When I hear such thoughts, I am reminded of the early Christian martyrs or of soldiers who confront death indefatigably. The image of themselves is so caught up with being a Christian—or a soldier—that death is preferable to a violation of the sense of self that would be required were they to give up their faith or run away from their comrades as a coward. And so they contemplate death.
So, how do I try to help the patients who come to me, some of whom find themselves in the role of the rejected lover and some of whom are the other person—the man or woman who is determined to leave?
This is the general advice I give to those who find themselves enmeshed in such a failed romance. I try to help those men and women—usually young men and women—who have been jilted and who may be suicidal, by helping them find those other parts of themselves that are worthwhile, whether or not a particular person loves them at that particular time. They were able to live before they met that person and, surely, they will find life worth living later on. No feeling or passion lasts forever. It is only a matter of time.
But I cannot talk somebody out of feeling the way they do. So I try to talk them into spending time with their families and friends. If work is satisfying, we talk about work. There are things that are worth doing, and we talk about those things, including things worth doing in the future. There will be a future. Even though they cannot imagine a different loving relationship with someone else, I talk about that possibility. Deep down they know that there can be someone else someday—they just do not feel like waiting. So I try to persuade them. Perhaps my caring about what happens to them makes a difference.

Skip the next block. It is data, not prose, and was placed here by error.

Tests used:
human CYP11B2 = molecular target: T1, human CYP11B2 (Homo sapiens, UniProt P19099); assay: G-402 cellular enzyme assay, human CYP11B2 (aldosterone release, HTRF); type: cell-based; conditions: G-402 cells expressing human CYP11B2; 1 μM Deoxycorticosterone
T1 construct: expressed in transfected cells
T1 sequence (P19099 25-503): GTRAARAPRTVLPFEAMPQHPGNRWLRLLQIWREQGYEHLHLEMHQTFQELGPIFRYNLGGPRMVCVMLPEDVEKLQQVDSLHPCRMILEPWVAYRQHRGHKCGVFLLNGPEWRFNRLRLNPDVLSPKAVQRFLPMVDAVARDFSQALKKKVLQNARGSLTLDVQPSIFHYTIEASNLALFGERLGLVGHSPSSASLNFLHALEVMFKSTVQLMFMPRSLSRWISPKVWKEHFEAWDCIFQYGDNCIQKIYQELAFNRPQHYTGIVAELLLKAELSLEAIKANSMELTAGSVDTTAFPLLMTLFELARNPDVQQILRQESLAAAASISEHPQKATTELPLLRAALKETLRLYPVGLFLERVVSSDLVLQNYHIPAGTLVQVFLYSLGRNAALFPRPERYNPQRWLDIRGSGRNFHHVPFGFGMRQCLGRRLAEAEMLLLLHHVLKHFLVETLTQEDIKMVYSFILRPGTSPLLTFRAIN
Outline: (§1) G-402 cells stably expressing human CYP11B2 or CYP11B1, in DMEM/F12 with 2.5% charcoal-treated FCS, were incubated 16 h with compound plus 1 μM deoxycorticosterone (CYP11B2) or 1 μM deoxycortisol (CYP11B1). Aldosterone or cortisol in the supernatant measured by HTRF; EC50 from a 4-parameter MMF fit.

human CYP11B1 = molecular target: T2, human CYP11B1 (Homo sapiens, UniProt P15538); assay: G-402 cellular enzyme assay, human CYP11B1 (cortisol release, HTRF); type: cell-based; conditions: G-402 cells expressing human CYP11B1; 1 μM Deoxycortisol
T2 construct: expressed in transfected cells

I also see, from time to time, the man or woman who is determined to leave. I try to recommend to them a plan similar to the one I suggested to the man with the ugly fiancé.
I remember one such conversation:
Young man: I’m not going to sacrifice my life in order to keep somebody else alive.
Me: Of course not. It wouldn’t work anyway. You can’t keep sacrificing and sacrificing forever. But if someone takes out a gun, you don’t just walk away. A threat of suicide is like a gun. If you don’t take the threat seriously, it is an incitement to use the gun. Or to actually commit suicide, even if someone was just thinking about it. You have to take your girlfriend seriously. Talk to her. Give her time to think about everything. Be nice to her. Maybe you can find time to see her every once in a while even if you are serious about someone else. Try to be a friend.
The thrust of life being as strong as it is, most disappointed lovers get over their failed affairs and find purpose in doing other things with other people. They move on to other satisfactions and other worries. And sometimes they tell me years later that they cannot understand what was so important about that other person that, without them, they considered suicide.
I recently heard, secondhand, of a woman who had remained with her husband for 20 years because he said that otherwise, he would kill himself. But I don’t believe she was telling the truth. His feelings of desperation and her feelings of responsibility would have faded long ago. I think she was making an excuse for an unwillingness to risk a change in her life, which is the usual reason unhappy marriages stay together.
If you or someone you love is contemplating suicide, seek help immediately. For help 24/7 contact the National Suicide Prevention Lifeline, 1-800-273-TALK, or the Crisis Text Line by texting TALK to 741741. To find a therapist near you, see the Psychology Today Therapy Directory.
(c) Fredric Neuman